Just posted this in response to Fred Bartel’s ISED-L post earlier this week:
Boy Fred, You always motivate me to write long responses to your posts! I started [ http://www.learning-blog.org ]a blog over break — that, along with adjusting old third child – who is six weeks old – took much of my time — but what a break it was! I’ve
been watching listserv’s, blogs, and continuing to try to read books. Learning is what we do and if creating life long learners is our goal, it is indeed what we should be modeling for our students.
I especially like the following notes in your post:
“In an era of revolutionary changes in information technology perhaps schools need to expend more than just routine effort, time and money on getting faculty acculturated to new developments.”
“All this implies a really hard look at what we teach and how we teach it. It also implies that much loved (at least by teachers) parts of the curriculum will need to go. As a gardener I know that it is sometimes hard to trim, or remove, a plant that is no longer right for a given space. Yet it has to be done to keep the garden in balance. I think we have curricular gardens which were largely designed for a pre-computer world, and they are becoming increasingly unbalanced in a computer mediated world. Perhaps it is time to do some serious trimming and transplanting.”
This garden analogy is excellent. This fall I read ASCD’s book, School Leadership that Works: From Research to Results and in their meta-analysis of leadership they found two types. Type I changes is the incremental — change one thing at a time —
tending to your garden. Type II change “involves dramatic departures from the expected, both in defining a given problem and in finding a solution.” (p. 66) — serious trimming and transplanting. This type II change is what is definitely going to be
needed in schools soon.
I just begin reading The Cluetrain Manifesto, and in it they describe how Frederick Taylor influenced Henry Ford’s production line which divided each task into subtasks that one worker would specialize on. In graduate school, I read about how Taylor’s
theory influenced schools in the early 20th century. We need to look at current business practices and learn how to adjust our curriculum to be interconnected and flatter as businesses are moving today. If we are to believe what Tom Friedman argues in
“The World is Flat,” this flattening and integrating of our schools will be very important in the near future.
There are so many signs that schools will have to make type II changes to adjust for the type of knowledge worker in the 21st century. So what types of changes can be made and how to implement?
I see a school that has flexible structures. That asks students to goal set for each year period of time, and holds students accountable for their work. A school that breaks down the artificial barriers of English, History, Math, Science, Foreign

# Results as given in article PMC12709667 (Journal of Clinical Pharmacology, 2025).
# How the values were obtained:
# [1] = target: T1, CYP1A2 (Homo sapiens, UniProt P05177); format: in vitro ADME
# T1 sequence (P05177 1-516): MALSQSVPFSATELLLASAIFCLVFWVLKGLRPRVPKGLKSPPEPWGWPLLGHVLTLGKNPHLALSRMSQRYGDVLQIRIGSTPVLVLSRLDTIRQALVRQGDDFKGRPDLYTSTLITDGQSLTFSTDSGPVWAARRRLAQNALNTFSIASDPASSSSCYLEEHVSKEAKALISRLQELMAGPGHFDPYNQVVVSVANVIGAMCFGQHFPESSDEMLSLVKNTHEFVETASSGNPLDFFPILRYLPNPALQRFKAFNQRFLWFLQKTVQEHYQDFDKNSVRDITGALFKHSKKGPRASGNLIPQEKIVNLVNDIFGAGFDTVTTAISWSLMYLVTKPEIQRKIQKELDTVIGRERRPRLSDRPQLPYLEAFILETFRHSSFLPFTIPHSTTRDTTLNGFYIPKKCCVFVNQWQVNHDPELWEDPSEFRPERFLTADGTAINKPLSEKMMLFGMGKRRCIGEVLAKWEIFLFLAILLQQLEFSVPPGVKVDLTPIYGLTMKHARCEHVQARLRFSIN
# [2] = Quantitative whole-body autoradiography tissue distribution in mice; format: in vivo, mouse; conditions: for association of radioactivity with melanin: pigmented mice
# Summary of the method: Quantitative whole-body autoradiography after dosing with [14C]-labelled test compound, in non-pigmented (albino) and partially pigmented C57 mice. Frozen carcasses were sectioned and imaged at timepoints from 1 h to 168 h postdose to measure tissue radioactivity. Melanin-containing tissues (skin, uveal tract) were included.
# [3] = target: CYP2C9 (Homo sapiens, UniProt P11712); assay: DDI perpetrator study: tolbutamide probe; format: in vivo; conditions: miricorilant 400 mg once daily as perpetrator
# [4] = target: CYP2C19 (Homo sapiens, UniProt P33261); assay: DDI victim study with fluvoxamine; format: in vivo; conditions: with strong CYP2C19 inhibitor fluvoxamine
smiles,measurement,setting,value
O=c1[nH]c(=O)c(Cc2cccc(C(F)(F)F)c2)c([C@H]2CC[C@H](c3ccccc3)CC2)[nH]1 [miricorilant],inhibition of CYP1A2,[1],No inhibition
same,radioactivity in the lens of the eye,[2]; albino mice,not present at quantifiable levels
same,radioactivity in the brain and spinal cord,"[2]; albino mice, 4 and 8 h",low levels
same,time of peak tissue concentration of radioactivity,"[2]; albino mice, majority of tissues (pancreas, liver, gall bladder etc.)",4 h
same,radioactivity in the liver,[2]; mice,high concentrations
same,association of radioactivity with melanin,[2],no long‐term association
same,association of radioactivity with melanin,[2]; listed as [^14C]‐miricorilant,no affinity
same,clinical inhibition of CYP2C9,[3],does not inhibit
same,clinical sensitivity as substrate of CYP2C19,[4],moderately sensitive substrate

Language, and Arts and has specialty teachers collaborating with each other and their students. A school that meets throughout the entire year and works closely with businesses, organizations, and other students and teachers around the world via, blogs,
audio and video teleconferencing, and other new technologies to create collaborative learning environments.
In the Summer 2005 issue of Independent School, Grant Wiggins published an article titled, “Why Education is Still Pre-Modern and What We Can Do About It“. In it, he proposes a new Upper School curriculum that has, “Courses that you would leave and enter based on meeting certain standards, not on the time spend in class, but time needed to meet goals.” — “The redeployment of staff as necessary to accomplish school and individual learning goals.” –“Ongoing personal assessment against goals and their
standards, not just short-term teacher content objectives” — “Organized conversation with institutional as well as personal clients. Most management gurus tell you that, 25 to 50 percent of the time, good managers are with the customers. Teachers
should be required to meet regularly with college professors and professionals in their field on a yearly basis.” Wiggins concludes that “There is one thing preventing such a common sense analysis: habit, rooted in unexamined traditions.”
So who is going to take it to the next level and look at our “unexamined traditions”? Who is going to answer the hard questions that Fred is asking? If we as Independent School educators what to stay ahead of the game, we will need to be in touch with
business processes and make appropriate changes. The question is, who is first?